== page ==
Successful journalists — Carey Goldberg, Pamela Ferdinand, and Beth Jones (pictured left to right) — are the co-authors of Three Wishes: A True Story of Good Friends, Crushing Heartbreak, and Astonishing Luck on Our Way to Love & Motherhood.
This collaborative memoir is the uplifting true story of three best friends who transformed their lives by taking motherhood into their own hands. And these glowing reviews explain more:
“…like The Sisterhood of the Traveling Pants for adults. Lots of women out there will want to read this book.” (Library Journal, Barbara Hoffert)
“The book is a riveting account of their journey to motherhood, which takes some unexpected twists and turns…” (Ladies’ Home Journal)
“This true story is a love story—but not a typical one….Though the idea that the “magical” sperm holds the power to transform each woman’s life is a little far-fetched (and the authors do acknowledge this), the book’s message is pretty good: when you decide to pursue your dreams, good things will find a way of happening.” (Woman’s Day)
“Three Wishes…is an incredibly wise, witty and powerful memoir written by three brave and accomplished women who had the desire to be mothers—each one, on her own terms. On their shared journey to becoming mothers, they forged an incredible sisterhood that speaks to the importance of friendship in women’s lives and shows how empowering friends can be.” (Irene Levine, The Huffington Post and Psychology Today)
The Divining Wand has scheduled a presentation/review of Three Wishes (could there be a more appropriate book and title featured on this site?) for Monday, June 14, 2010 but today let’s meet the authors through their “official” bios:
Carey Goldberg has been the Boston bureau chief of the New York Times, Moscow correspondent for the Los Angeles Times, and most recently a health and science reporter at the Boston Globe. She now writes happily at home.
Beth Jones is a freelance writer and educator who has contributed to the Boston Globe, the New York Times, and numerous academic journals. She plans to climb many more frozen waterfalls.
Pamela Ferdinand is an award-winning freelance journalist and former reporter for the Washington Post, Boston Globe, and Miami Herald. She remains an incorrigible romantic.
And now it’s a pleasure to learn more about each one in the revealing Q&A:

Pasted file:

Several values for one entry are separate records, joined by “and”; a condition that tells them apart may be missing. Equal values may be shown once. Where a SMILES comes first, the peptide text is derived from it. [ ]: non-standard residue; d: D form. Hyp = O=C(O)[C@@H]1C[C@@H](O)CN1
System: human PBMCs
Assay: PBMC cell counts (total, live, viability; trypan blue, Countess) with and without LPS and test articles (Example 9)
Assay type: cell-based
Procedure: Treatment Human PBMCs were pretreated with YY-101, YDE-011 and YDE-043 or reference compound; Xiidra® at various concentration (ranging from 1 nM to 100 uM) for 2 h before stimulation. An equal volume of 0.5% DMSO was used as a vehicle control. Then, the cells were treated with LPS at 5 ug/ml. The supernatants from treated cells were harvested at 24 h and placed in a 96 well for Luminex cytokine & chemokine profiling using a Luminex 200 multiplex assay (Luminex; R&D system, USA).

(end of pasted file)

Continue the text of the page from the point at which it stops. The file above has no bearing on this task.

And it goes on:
Q: How would you describe your life in 8 words?
A: Pamela: A beautiful adventure and unpredictable work-in-progress.
Carey: Full, and fascinating — at least to me.
Beth: Simultaneously predictable and spontaneous, which is great.
Q: What is your motto or maxim?
A: Pamela: Do what you love, and everything else follows.
Carey: The currency of love is time.
Beth: Keep your eyes open, there’s a lot to see.
Q: How would you describe perfect happiness?
A: Pamela: Simplicity. Being in my fiance’s arms. Holding my daughter in mine.
Carey: Attainable only in brief moments.
Beth: Being outside with family and friends on a 74 degree day while the rest of the world is at peace, too.
Q: What’s your greatest fear?
A: Pamela: Losing someone I love. Or being lost to them.
Carey: Harm to my children.
Beth: Danger or harm to my child.
Q: If you could be anywhere in the world right now, where would you choose to be?
A: Pamela: Hiking in New Zealand.
Carey: In an alpine forest.
Beth: It’s Saturday morning, my son’s in the bathtub, the sun is shining, the sky is blue, I can hear birds and we’re going to go hang signs for a yard sale. Right here is fine. Somewhere in Yosemite would be great, too.
Q: With whom in history do you most identify?
A: Pamela: Explorers and female writers, including Rebecca West for some things: her intellectual curiosity, love of travel, writing, and independence. (But not for other things, including her troubled relationship with her son.)
Carey: Women; refugees; writers.
Beth: My grandmother, who knew that we often need to fight for what we want, but that grace can be a part of our struggles.
Q: Which living person do you most admire?
A: Pamela: Anyone who helps someone in need without being asked.
Carey: My dad.
Beth: An San Su Kyi
Q: What are your most overused words or phrases?
A: Pamela: Lately, “What do you say?” to my toddler as we encourage her to say “Please” and “Thank you”
Beth: “Cool.” “What?”
Q: If you could acquire any talent, what would it be?
A: Pamela: To sing. On key.
Beth: Singing well.
Q: What is your greatest achievement?
A: Pamela: My daughter, though her achievements will be hers alone.
Carey: My whole written oeuvre and, to the extent it can be called my achievement, my family.
Q: What’s your greatest flaw?
A: Pamela: Impatience, impatience, impatience.